Take a look at WLU’s behavioral health clinic services

A little over two months ago, WLU held a ribbon cutting ceremony celebrating the addition of two new clinical spaces in the Campbell Hall of Health and Sciences. Both the Speech and Hearing Clinic and the Behavioral Health Clinic were put in place to increase the availability of affordable healthcare for the public.

Due to the pandemic, many people have been suffering psychologically. The Centers for Disease Control and Prevention (CDC) released a summary in August of 2020 outlining how communities throughout the nation have been faced with mental health challenges directly related to COVID-19. “During June 24-30, 2020, U.S. adults reported considerably elevated adverse mental health conditions associated with COVID-19. Younger adults, racial/ethnic minorities, essential workers, and unpaid adult caregivers reported having experienced discretionary worse mental health outcomes, increased substance use, and elevated suicidal ideation,” CDC reported.

With this in mind, “psychological well-being” is one of the aspects the university kept in mind while in the process of making the behavioral health clinic a reality. Collins mentioned one of the biggest hardships in getting the clinic ready was “running into delays” due to the pandemic. Plans to start seeing clients was set to begin in October 2020 originally, but delays prevented the original timeline from happening in the order it was supposed to.

The facility serves as a training site for graduate students enrolled in the WLU’s Master’s of Arts in Clinical Psychology program. Behavioral Health clinic director, Dr. Jessica Collins said, “My understanding is that Dr. Karen Kettler and Dr. Tammy McClain recognized our MACP students would need to have hands-on experience with clients while being closely supervised before moving on to a full-time internship, which they complete in their third year. They also recognized that the surrounding communities would benefit from access to affordable therapy and psychological assessment.”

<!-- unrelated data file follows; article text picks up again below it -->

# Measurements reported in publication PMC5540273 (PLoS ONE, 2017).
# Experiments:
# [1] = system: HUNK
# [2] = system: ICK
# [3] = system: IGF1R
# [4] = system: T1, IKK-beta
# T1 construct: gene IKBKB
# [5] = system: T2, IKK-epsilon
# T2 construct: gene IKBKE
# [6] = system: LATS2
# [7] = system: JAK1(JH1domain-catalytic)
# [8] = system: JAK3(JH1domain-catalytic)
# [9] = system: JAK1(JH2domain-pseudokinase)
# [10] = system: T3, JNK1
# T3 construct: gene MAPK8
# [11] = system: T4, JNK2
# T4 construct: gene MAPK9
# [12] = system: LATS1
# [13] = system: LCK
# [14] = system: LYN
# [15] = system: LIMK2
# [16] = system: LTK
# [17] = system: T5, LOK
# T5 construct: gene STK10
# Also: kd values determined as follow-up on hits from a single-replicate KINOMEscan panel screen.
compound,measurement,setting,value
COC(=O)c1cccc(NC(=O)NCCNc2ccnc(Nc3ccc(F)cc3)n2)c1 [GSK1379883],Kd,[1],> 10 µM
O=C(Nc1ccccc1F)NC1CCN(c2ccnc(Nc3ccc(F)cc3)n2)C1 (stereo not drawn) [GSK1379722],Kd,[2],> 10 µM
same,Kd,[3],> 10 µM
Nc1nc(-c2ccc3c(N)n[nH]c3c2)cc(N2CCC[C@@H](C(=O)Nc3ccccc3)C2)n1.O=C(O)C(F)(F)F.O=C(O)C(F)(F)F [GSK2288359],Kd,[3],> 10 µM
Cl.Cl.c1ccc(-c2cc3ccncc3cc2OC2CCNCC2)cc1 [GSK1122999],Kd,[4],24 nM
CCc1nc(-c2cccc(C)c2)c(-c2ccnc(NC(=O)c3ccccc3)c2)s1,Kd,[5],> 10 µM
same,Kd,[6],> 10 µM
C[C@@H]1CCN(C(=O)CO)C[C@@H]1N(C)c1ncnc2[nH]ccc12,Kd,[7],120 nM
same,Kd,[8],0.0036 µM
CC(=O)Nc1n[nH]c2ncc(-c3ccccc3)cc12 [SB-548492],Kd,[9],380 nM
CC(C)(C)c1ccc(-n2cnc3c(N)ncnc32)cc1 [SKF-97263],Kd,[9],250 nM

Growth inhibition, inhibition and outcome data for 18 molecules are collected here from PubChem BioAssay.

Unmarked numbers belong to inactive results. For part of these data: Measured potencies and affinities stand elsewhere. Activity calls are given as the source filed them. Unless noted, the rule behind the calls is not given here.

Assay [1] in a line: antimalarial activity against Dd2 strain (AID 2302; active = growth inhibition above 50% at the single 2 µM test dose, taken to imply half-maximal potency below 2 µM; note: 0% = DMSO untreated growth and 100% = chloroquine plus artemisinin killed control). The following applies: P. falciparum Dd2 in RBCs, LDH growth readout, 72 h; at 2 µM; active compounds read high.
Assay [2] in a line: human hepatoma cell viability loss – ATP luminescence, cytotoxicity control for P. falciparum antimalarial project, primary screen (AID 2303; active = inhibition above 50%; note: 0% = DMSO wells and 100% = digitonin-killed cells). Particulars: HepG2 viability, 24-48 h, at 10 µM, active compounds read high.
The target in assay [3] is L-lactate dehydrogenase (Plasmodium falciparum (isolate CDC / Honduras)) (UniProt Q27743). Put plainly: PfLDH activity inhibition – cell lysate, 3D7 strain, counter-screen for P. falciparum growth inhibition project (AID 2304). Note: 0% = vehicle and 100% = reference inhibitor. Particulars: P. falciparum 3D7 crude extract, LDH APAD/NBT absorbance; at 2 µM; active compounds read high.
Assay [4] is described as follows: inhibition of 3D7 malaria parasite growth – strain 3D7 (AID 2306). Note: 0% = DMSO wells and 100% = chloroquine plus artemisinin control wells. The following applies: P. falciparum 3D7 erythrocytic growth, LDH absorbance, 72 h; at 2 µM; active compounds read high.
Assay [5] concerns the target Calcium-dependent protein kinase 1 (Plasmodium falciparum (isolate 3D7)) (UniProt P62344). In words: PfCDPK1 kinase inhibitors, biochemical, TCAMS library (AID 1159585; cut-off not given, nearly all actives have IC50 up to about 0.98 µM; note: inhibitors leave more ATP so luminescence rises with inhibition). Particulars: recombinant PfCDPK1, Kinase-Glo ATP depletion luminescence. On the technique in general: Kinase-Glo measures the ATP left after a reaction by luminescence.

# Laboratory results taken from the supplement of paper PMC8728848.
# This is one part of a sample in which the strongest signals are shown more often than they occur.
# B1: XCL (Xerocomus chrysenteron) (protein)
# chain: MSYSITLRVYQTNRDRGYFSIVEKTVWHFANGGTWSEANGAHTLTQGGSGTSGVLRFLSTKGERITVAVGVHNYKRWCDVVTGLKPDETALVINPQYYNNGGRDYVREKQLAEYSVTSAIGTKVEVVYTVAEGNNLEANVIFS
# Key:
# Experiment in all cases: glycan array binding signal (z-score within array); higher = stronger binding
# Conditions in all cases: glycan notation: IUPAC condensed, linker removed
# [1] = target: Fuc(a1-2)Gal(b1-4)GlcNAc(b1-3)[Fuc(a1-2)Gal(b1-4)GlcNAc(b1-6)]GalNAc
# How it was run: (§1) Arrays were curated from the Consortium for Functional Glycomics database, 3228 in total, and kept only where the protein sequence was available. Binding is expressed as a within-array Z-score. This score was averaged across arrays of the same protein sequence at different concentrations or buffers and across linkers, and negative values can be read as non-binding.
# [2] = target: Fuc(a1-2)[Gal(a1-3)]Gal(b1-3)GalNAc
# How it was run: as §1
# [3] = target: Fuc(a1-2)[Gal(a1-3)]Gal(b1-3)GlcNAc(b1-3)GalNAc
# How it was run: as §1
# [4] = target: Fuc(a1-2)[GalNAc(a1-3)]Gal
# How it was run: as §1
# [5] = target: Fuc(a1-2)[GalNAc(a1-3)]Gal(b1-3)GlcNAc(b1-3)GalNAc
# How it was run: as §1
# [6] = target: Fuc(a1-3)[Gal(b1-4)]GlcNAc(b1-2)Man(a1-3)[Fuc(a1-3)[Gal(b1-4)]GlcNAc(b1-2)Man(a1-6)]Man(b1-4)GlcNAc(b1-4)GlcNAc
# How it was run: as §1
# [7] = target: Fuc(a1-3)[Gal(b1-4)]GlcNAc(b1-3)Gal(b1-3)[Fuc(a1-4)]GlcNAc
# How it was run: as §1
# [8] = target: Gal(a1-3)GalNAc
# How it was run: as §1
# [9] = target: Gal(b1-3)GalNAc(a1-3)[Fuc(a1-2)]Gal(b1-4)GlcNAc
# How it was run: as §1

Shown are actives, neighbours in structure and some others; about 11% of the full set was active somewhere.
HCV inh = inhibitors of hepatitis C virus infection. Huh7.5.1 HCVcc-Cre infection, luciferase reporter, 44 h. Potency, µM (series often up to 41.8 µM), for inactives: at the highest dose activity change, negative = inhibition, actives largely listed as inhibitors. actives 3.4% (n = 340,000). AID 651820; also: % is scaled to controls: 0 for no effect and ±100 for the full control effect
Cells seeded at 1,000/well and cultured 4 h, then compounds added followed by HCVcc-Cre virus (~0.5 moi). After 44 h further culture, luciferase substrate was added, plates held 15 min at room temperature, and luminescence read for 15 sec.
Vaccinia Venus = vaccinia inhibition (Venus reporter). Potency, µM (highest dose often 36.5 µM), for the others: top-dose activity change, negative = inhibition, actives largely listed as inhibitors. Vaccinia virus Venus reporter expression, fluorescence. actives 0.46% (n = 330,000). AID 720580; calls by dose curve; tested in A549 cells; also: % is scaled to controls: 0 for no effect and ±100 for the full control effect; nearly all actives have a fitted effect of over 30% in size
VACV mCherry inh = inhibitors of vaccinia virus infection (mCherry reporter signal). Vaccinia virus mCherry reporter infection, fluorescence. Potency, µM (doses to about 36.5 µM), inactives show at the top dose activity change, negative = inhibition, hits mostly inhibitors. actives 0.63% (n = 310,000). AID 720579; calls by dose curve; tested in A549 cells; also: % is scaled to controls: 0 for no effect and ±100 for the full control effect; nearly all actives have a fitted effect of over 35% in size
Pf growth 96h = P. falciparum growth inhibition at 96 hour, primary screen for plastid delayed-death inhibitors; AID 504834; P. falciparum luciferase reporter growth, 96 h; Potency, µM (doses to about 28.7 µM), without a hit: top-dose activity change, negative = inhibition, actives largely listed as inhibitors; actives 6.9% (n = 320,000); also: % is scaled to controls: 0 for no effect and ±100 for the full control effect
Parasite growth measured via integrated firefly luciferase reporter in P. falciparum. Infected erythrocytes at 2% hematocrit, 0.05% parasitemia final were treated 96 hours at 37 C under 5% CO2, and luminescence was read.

According to the WLU webmaster website regarding the clinic, “The Behavioral Health Clinic is dedicated to helping all individuals regardless of race, ethnicity, gender, age, religion, physical ability, size, sexual orientation, gender orientation, relationship orientation, or socioeconomic status. We believe that all people deserve emotional and psychological support, and our aim is to provide a safe space for any individual who comes seeking our help.”

Among the services offered are intervention, psychological assessment and outreach. The clinic is not able to provide inpatient treatment, psychiatric services or forensic/court ordered services.

An uncommon piece of knowledge important for individuals to know about the behavioral health clinic is the teletherapy option for patients not able to come to campus to access therapy services. Collins explained, “Clients can visit with their Psychology Trainee using a smartphone, tablet or computer. This is a great option for those who may not be able to travel to campus or not comfortable in person sessions at this time.”

This particular clinic is open Monday through Thursday from 10 a.m. to 6 p.m. and is not open at all on Friday’s. The clinic is open all year around excluding the days WLU is closed and for brief breaks at the end of each semester. Pricing for services can be found on the West Liberty University Behavioral Health Clinics website. Note, the clinic does not “accept direct assignment of Medicare, Medicaid, or other insurance benefits, nor does the Clinic bill insurance companies directly,” according to the clinic’s website.

For more information regarding the behavioral health clinic and the services offered, please email Collins at [email protected].